Of the 800 delegates, almost 500 will be women, the rest men. Around 300 will come from Europe, 230 from North and South American, then over 100 each from Africa and Asia. By way of comparison, the last time the church's religious orders held such a congress, in 1993, of the more than 400 delegates in attendance, only 25 were women, and only four or five were African.
A working paper sets out eight challenges facing religious life: "1) Globalization with its ambiguities and mythology; 2) human mobility with its migratory phenomena and accelerated processes; 3) the unjust and destabilizing neo-liberal economic system; 4) a culture of death and the struggle to promote life in the face of challenges from biotechnology and eugenics; 5) pluralism and growing differentiation; 6) postmodern attitudes and mentality; 7) the thirst for love and the distortions of love; and 8) hunger for the sacred and secularistic materialism."
I spoke with Marianist Fr. José María Arnaiz, general secretary of the USG, Oct. 6 about the upcoming congress.
"This is a very complicated moment in religious life," Arnaiz said. "Our numbers are going down, and there's a strong sense that many things that have been important to us in the past may not be important in the future."
Noting the growth in religious communities in Africa and Asia, Arnaiz said that one aim of the congress will be to seek "new light and inspiration" from these two parts of the world. He said that Latin America gave a tremendous impulse to religious life in the 1970s and 1980s with liberation theology and the preferential option for the poor, and now it seems to be the turn of Africa and Asia to point a way forward.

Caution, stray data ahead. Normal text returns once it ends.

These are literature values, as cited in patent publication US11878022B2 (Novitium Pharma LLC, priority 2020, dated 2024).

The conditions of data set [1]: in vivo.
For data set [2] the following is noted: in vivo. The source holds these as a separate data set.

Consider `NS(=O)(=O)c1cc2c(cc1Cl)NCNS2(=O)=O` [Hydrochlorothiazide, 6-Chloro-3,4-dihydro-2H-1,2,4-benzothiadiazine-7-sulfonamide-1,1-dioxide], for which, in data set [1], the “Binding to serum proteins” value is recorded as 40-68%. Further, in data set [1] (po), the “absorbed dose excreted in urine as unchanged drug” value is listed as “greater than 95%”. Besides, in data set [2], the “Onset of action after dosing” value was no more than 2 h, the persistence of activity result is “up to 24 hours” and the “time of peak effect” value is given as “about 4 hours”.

"We are waiting for the voice, the witness, and the newness of these continents," he said.
One distinctive area of concern arising from Africa and Asia, Arnaiz said, is already clear: the concern for pluralism, especially in terms of inter-cultural and inter-religious dialogue.
I suggested to Arnaiz that it was striking that the working paper did not accent themes that have traditionally been at the heart of religious life: liturgy, common prayer, spiritual devotions, ascetical practices and acts of charity. Isn't there a risk, I asked, that in the pursuit of relevance, the timelessness of consecrated life might be obscured?
"We need to walk in both directions, not forgetting the specifics of religious life, but also underlining what we have in common with all Christians," he said. "Historically there has been a tendency to distinguish religious from others, as if we were the best ones, the holiest. That's not part of our mentality now."
But, I pressed, doesn't it tend to be those religious communities that are the most "specific," i.e., traditional, that are growing?
Arnaiz said this will be an important topic of conversation at the congress, and that delegates want to be open to the signs of the times. His own conviction, however, is that looking backwards won't do the trick.
"The traditional dimensions [of religious life] are important, but they will not be enough to respond to the challenge of the present situation," he said.
Arnaiz said he recently spoke to the superior of a new "traditional" congregation, one in which a sister has to ask permission before using the Internet. He said his formation was in the late 1950s and early 1960s, so he knows what things were like in religious communities before the reforms of the Second Vatican Council (1962-65).